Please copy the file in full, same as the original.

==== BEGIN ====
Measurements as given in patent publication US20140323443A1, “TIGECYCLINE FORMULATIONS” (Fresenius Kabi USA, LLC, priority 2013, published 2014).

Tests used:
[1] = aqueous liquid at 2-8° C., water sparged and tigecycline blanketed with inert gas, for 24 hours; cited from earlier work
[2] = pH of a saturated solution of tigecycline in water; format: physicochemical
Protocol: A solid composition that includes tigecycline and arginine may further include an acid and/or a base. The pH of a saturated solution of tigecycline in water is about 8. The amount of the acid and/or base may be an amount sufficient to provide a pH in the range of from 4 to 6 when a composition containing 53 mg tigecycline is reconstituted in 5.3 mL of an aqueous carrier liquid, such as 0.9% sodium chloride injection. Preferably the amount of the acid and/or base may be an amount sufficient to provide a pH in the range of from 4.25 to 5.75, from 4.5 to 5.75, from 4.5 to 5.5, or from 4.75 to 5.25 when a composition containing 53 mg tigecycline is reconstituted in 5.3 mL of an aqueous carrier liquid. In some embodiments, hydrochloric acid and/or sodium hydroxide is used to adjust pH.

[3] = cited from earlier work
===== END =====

Measurements as given in patent publication US20140323443A1, “TIGECYCLINE FORMULATIONS” (Fresenius Kabi USA, LLC, priority 2013, published 2014).

Tests used:
[1] = aqueous liquid at 2-8° C., water sparged and tigecycline blanketed with inert gas, for 24 hours; cited from earlier work
[2] = pH of a saturated solution of tigecycline in water; format: physicochemical
Protocol: A solid composition that includes tigecycline and arginine may further include an acid and/or a base. The pH of a saturated solution of tigecycline in water is about 8. The amount of the acid and/or base may be an amount sufficient to provide a pH in the range of from 4 to 6 when a composition containing 53 mg tigecycline is reconstituted in 5.3 mL of an aqueous carrier liquid, such as 0.9% sodium chloride injection. Preferably the amount of the acid and/or base may be an amount sufficient to provide a pH in the range of from 4.25 to 5.75, from 4.5 to 5.75, from 4.5 to 5.5, or from 4.75 to 5.25 when a composition containing 53 mg tigecycline is reconstituted in 5.3 mL of an aqueous carrier liquid. In some embodiments, hydrochloric acid and/or sodium hydroxide is used to adjust pH.

[3] = cited from earlier work